Selective decontamination of the digestive tract helps prevent bacterial infections in the early postoperative period after liver transplant

Sukru Emre, Anthony Sebastian, Larry Chodoff, Patrizia Boccagni, Burt Meyers, Patricia A. Sheiner, Eytan Mor, Stephen R. Guy, Evren Atillasoy, Myron E. Schwartz, Charles M. Miller

Research output: Contribution to journalArticlepeer-review

27 Scopus citations

Abstract

In liver transplant (LTx) recipients, gut-associated bacterial and fungal organisms produce significant postoperative morbidity and mortality. We sought to assess the role of selective digestive decontamination (SDD) in preventing postoperative infections in a large single-center cohort of liver recipients transplanted under two non-simultaneous protocols. In 212 consecutive patients transplanted between 1/1/91 and 7/31/92, SDD (gentamicin 80 mg, polymyxin B 100 mg, nystatin suspension 10 mL) was employed, starting after induction of anesthesia and continued until POD 21 (SDD Group). In 157 consecutive patients transplanted between 1/1/93 and 12/31/93, SDD was not used (non-SDD Group). Both groups received IV vancomycin and cefotaxime prophylaxis. All culture-positive infections within the first 30 days post-LTx were recorded and classified as bacterial or fungal. Infection-related mortality (patients who died of infectious complications without any technical complication) was recorded. Groups did not differ in patient demographics, United Network for Organ Sharing (UNOS) status, use of veno-venous bypass, total/warm ischemia, or length of ICU stay. Infections developed in fewer SDD patients (56/212; 26%) than non-SDD patients (69/157; 44%) (p<0.001). The incidence of gram-negative infection was less in the SDD group (11% vs. 26%, p<0.001) as was gram-positive infection (16% vs. 26%, p<0.001). Among patients who developed infection, there was no difference between groups in infections per patient. Primary graft non-function (PNF) developed in 20 SDD patients (7/20 had infections) and 8 non-SDD patients (6/8 had infections) (p=0.06). There were no differences in incidence of fungal infections or of infection-related mortality between groups. In the SDD group, there were fewer abdominal (p<0.001), lung (p<0.001), wound (p<0.01), and urinary tract infections (p<0.05). Conclusion: Use of SDD in liver recipients early after transplant was associated with significantly fewer infections in the early postoperative period.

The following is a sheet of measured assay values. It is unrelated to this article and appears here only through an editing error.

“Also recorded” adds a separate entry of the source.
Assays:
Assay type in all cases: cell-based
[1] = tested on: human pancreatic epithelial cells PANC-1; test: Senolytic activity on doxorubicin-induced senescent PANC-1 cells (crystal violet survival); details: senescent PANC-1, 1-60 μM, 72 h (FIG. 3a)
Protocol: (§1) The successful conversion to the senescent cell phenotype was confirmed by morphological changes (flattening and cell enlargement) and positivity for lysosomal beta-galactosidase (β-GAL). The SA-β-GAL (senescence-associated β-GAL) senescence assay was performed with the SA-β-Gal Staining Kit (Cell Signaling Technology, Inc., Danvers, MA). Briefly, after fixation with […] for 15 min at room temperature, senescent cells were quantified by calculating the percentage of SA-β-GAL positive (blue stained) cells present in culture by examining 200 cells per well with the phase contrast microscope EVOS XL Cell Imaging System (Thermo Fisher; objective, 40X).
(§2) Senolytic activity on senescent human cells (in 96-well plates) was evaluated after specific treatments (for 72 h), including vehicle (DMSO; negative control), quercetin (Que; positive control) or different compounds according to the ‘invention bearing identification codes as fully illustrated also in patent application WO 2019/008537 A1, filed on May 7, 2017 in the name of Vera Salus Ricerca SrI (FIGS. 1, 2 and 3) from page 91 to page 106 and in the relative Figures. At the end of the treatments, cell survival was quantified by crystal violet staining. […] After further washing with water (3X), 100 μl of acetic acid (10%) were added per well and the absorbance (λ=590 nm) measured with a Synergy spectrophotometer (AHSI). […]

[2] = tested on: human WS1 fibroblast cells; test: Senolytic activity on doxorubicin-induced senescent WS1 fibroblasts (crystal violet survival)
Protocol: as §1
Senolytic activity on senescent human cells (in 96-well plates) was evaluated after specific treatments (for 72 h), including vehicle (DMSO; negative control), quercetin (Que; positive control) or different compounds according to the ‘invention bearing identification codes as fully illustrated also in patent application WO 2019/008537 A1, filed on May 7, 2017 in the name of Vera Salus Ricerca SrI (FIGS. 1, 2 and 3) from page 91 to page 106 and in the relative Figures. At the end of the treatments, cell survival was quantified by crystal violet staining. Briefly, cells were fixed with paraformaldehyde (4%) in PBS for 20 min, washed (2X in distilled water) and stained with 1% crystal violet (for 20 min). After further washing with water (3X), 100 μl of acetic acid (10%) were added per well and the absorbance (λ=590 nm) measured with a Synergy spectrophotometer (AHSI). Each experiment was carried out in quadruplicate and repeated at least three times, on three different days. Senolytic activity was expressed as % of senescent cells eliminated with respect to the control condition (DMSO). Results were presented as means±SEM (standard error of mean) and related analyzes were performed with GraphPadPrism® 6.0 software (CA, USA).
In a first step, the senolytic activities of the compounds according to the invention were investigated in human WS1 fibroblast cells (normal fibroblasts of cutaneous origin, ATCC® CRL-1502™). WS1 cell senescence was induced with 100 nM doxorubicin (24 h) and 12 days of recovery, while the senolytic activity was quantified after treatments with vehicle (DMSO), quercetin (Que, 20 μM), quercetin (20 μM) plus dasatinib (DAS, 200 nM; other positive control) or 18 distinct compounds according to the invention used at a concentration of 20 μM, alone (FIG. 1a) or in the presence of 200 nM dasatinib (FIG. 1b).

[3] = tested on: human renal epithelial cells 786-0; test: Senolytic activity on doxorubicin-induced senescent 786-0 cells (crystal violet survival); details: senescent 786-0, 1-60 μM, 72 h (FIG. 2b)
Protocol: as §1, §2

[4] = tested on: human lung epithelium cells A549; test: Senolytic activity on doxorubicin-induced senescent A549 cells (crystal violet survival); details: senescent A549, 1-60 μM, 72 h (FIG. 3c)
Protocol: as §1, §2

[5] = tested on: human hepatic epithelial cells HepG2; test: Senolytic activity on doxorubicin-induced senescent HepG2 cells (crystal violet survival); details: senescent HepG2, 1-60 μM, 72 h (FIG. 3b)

Original languageEnglish
Pages (from-to)310-313
Number of pages4
JournalMount Sinai Journal of Medicine
Volume66
Issue number5-6
StatePublished - Oct 1999

Keywords

  • Infection prophylaxis
  • Liver transplantation
  • Postoperative infection
  • Selective digestive decontamination

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